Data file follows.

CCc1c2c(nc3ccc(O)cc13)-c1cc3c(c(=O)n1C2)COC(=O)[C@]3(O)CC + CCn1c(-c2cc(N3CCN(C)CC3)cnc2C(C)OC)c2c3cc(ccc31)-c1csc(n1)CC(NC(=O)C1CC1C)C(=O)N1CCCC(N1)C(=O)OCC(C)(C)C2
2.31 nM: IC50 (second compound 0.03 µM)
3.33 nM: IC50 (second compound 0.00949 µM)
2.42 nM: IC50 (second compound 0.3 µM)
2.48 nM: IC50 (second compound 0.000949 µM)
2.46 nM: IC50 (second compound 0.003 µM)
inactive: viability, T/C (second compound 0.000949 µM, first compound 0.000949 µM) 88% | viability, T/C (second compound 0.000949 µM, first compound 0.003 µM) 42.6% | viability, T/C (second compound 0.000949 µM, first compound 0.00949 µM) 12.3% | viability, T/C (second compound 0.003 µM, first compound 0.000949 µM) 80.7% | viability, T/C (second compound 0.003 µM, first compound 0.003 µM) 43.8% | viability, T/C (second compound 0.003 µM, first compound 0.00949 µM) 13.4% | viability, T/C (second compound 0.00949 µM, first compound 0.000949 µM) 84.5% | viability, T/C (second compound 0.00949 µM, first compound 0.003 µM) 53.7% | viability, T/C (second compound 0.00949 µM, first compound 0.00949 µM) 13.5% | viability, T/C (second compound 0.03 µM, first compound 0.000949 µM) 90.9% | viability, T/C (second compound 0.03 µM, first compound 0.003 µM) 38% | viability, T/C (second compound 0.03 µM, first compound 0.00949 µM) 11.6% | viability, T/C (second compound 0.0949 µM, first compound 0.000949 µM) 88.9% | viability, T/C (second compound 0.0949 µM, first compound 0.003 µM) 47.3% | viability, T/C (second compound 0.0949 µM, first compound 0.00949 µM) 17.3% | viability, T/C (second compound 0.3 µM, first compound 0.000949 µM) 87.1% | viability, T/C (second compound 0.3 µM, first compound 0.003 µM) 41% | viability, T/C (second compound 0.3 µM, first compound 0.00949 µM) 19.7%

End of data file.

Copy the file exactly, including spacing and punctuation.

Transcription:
CCc1c2c(nc3ccc(O)cc13)-c1cc3c(c(=O)n1C2)COC(=O)[C@]3(O)CC + CCn1c(-c2cc(N3CCN(C)CC3)cnc2C(C)OC)c2c3cc(ccc31)-c1csc(n1)CC(NC(=O)C1CC1C)C(=O)N1CCCC(N1)C(=O)OCC(C)(C)C2
2.31 nM: IC50 (second compound 0.03 µM)
3.33 nM: IC50 (second compound 0.00949 µM)
2.42 nM: IC50 (second compound 0.3 µM)
2.48 nM: IC50 (second compound 0.000949 µM)
2.46 nM: IC50 (second compound 0.003 µM)
inactive: viability, T/C (second compound 0.000949 µM, first compound 0.000949 µM) 88% | viability, T/C (second compound 0.000949 µM, first compound 0.003 µM) 42.6% | viability, T/C (second compound 0.000949 µM, first compound 0.00949 µM) 12.3% | viability, T/C (second compound 0.003 µM, first compound 0.000949 µM) 80.7% | viability, T/C (second compound 0.003 µM, first compound 0.003 µM) 43.8% | viability, T/C (second compound 0.003 µM, first compound 0.00949 µM) 13.4% | viability, T/C (second compound 0.00949 µM, first compound 0.000949 µM) 84.5% | viability, T/C (second compound 0.00949 µM, first compound 0.003 µM) 53.7% | viability, T/C (second compound 0.00949 µM, first compound 0.00949 µM) 13.5% | viability, T/C (second compound 0.03 µM, first compound 0.000949 µM) 90.9% | viability, T/C (second compound 0.03 µM, first compound 0.003 µM) 38% | viability, T/C (second compound 0.03 µM, first compound 0.00949 µM) 11.6% | viability, T/C (second compound 0.0949 µM, first compound 0.000949 µM) 88.9% | viability, T/C (second compound 0.0949 µM, first compound 0.003 µM) 47.3% | viability, T/C (second compound 0.0949 µM, first compound 0.00949 µM) 17.3% | viability, T/C (second compound 0.3 µM, first compound 0.000949 µM) 87.1% | viability, T/C (second compound 0.3 µM, first compound 0.003 µM) 41% | viability, T/C (second compound 0.3 µM, first compound 0.00949 µM) 19.7%